As noted, however, demonstrating the existence of a conflict of interest is not enough to invoke a de novo review of R. Lupe's decision to select Option One. Owen must also demonstrate "that `the administrator was in fact influenced by the conflict of interest.'" Pulvers, 210 F.3d at 92 (emphasis in original) (quoting Sullivan, 82 F.3d at 1256). Therefore, "financial stake in the determination of [Owens's] claim [alone] does not warrant de novo review absent evidence that this conflict in fact influenced [R. Lupe's] determination." See Armstrong v. Liberty Mut. Life Assurance Co. of Boston, 273 F. Supp.2d 395, 403 (S.D.N.Y. 2003). Aside from speculation, plaintiff can point to no evidence that the conflict of interest in fact affected R. Lupe's decision.

  The policy reasons behind requiring this in fact showing are sound. Were the requirement eliminated, district courts would be deluged with claims seeking a de novo, almost second opinion-like review of Plan Administrators' decisions, on the basis of only the existence of a structural conflict, which Administrators understandably have on a frequent basis. This is not to say, however, that the Second Circuit has not recognized that demonstrating the in fact showing will almost always be an insurmountable hurdle for plaintiffs, short of irrefutable evidence that the Administrator has stated, "`[i]n view of [my] conflict,'" "this interpretation is adopted." See DeFelice v. Am. Int'l Life Assur. Co. of N.Y., 112 F.3d 61, 66 n. 3 (2d Cir. 1997).

  It is also not to say that in fact showing has been embraced, at any appreciable level at all, by other Courts of Appeals. In the Eleventh Circuit, for example, after a court finds from on a de novo review that the Administrator's decision was incorrect, and a plaintiff demonstrates a substantial structural conflict of interest, the burden is shifted to the Administrator to demonstrate that such conflict did not affect his decision. See Brown v. Blue Cross & Blue Shield of Ala., 898 F.2d 1556, 1566-68 (11th Cir. 1990) ("That is, a wrong but apparently reasonable interpretation is arbitrary and capricious if it advances the conflicting interest of the fiduciary at the expense of the affected beneficiary or beneficiaries unless the fiduciary justifies the interpretation on the ground of its benefit to the class of all participants and beneficiaries").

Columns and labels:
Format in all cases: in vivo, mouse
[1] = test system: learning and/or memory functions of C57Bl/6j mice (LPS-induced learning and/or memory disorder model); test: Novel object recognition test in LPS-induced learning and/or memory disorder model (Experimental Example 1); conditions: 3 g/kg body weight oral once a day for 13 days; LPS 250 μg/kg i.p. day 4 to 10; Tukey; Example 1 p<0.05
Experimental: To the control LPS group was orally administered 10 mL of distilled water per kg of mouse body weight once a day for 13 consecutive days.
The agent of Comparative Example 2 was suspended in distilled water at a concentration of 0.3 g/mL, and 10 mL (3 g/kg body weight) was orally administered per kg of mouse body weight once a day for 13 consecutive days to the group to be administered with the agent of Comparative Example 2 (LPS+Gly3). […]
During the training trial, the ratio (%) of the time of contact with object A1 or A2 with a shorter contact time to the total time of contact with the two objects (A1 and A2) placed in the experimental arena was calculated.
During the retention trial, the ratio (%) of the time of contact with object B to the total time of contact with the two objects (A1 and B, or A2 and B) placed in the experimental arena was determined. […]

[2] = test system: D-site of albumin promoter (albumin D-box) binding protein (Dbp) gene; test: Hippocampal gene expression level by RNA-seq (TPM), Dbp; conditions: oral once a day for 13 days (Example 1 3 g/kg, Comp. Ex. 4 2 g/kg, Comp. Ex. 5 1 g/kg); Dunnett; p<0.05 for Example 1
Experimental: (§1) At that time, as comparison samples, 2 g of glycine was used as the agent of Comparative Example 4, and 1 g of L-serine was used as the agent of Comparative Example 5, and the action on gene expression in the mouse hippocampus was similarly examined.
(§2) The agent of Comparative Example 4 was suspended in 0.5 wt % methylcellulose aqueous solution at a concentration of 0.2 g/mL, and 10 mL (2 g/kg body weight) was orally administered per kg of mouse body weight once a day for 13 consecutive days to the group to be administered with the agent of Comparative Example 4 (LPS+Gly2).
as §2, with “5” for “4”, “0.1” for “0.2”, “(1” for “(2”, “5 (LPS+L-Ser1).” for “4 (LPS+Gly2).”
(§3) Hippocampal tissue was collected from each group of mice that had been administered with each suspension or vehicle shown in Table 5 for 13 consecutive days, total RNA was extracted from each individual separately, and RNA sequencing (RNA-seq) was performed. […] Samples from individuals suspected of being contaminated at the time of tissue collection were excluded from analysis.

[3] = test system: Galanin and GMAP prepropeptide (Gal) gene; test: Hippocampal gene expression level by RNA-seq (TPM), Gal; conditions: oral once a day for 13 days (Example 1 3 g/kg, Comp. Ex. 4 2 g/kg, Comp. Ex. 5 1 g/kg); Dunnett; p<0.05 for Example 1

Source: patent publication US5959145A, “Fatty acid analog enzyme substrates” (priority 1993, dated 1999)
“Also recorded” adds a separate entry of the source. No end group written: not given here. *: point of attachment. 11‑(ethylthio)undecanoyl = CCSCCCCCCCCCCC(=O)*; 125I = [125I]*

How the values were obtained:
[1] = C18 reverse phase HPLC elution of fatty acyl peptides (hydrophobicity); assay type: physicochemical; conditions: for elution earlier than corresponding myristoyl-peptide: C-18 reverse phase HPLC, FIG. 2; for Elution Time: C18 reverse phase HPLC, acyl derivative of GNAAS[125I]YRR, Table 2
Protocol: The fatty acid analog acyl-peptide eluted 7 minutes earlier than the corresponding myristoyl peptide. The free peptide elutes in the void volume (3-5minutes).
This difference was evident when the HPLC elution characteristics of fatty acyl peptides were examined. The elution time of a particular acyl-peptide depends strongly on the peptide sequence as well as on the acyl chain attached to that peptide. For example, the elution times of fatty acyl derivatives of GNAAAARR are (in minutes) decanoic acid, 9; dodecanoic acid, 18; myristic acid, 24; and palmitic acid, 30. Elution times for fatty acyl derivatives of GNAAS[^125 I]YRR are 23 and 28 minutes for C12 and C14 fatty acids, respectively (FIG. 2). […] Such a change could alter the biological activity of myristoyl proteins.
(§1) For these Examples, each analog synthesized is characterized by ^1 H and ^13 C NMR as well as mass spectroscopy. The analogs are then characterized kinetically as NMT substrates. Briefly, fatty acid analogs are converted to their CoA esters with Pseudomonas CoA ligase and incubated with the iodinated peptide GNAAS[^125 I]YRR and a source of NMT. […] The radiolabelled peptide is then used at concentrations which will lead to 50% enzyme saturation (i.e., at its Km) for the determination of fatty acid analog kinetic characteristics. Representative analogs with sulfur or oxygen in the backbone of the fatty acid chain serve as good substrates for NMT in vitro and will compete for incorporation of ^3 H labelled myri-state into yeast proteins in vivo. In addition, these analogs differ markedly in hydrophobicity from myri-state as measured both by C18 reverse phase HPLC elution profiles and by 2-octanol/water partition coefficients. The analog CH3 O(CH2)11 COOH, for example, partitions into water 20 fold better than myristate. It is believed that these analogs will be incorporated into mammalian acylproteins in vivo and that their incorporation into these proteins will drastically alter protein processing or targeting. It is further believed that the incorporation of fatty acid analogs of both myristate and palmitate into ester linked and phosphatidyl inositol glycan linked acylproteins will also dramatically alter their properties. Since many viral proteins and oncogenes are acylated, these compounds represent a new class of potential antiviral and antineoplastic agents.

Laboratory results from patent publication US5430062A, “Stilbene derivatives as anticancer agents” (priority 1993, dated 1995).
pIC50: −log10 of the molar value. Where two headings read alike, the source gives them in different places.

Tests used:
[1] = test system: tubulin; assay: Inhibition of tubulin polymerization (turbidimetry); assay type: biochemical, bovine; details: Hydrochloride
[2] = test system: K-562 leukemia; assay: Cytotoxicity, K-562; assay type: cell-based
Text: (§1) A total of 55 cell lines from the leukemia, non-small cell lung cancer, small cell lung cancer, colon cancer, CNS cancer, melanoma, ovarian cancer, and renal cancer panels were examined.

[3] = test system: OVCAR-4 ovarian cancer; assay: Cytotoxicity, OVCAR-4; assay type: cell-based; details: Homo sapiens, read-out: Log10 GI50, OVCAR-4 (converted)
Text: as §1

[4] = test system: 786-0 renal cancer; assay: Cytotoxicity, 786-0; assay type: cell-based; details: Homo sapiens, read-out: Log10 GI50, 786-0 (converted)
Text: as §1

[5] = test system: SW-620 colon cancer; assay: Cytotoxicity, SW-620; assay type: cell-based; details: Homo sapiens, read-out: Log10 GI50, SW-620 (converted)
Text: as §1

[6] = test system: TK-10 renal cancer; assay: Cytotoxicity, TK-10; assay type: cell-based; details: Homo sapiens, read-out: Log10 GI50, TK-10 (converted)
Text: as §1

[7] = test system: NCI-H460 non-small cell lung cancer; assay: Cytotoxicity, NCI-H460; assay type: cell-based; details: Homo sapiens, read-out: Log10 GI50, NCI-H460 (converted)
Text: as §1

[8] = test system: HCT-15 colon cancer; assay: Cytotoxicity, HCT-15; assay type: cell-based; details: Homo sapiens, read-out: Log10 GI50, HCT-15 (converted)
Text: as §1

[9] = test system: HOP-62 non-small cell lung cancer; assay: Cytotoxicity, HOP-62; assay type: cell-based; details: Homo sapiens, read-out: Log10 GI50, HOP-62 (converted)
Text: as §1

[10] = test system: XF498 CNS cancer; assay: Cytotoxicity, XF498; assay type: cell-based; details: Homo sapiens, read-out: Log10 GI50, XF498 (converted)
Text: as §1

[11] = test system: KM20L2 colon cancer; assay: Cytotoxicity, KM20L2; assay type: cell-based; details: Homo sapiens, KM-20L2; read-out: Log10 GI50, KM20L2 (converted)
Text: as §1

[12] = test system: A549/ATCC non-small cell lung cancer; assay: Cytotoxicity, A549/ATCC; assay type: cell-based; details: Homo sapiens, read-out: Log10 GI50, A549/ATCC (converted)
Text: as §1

Most Circuits, arguing that the arbitrary and capricious standard is inherently flexible to allow for different circumstances, assess the Administrator's decision under an arbitrary and capricious standard, but "decrease the level of deference given to the conflicted administrator's decision in proportion to the seriousness of the conflict." See Chambers v. Family Health Plan Corp., 100 F.3d 818, 825 (10th Cir. 1996);*fn3 see also MacLachlan v. ExxonMobil Corp., 350 F.3d 472, 478 (5th Cir. 2003) (citing Vega v. Nat'l Life Ins. Serv. Co., 188 F.3d 287 (5th Cir. 1999) (en banc)); Pinto v. Reliance Standard Life Ins. Co., 214 F.3d 377, 392 (3d Cir. 2000) (extensively reviewing different approaches); Woo v. Deluxe Corp., 144 F.3d 1157, 1161 (8th Cir. 1998); Doe v. Group Hospitalization & Med. Servs., 3 F.3d 80, 87 (4th Cir. 1993) ("We hold that when a fiduciary exercises discretion in interpreting a disputed term of the contract where one interpretation will further the financial interests of the fiduciary, we will not act as deferentially as would otherwise be appropriate. Rather, we will review the merits of the interpretation to determine whether it is consistent with an exercise of discretion by a fiduciary acting free of the interests that conflict with those of the beneficiaries. In short, the fiduciary decision will be entitled to some deference, but this deference will be lessened to the degree necessary to neutralize any untoward influence resulting from the conflict").

  It is here opined that the formulation of the two-pronged standard of review for a conflicted administrator's decision, though grounded in sound and important policy reasons, could benefit from the injection of more flexibility — especially given the Second Circuit's admission that proving the in fact requirement will almost be impossible — to account for situations, such as the instant one, where the conflict of interest goes beyond the merely structural, and the Administrator is forced to make an up or down decision that affects a smaller group of participants and involves the possibility of exercising discretion in favor of one portion of the group to whom he may feel more loyalty and, indeed, a greater need to keep content, given that this portion works for him while the other does not. As it stands now, however, the in fact showing — with all its benefits but also with all its rigidity — remains the law of the Second Circuit. Accordingly, R. Lupe's decision to select Option One will be afforded no less deference than is normal under the traditional arbitrary and capricious standard.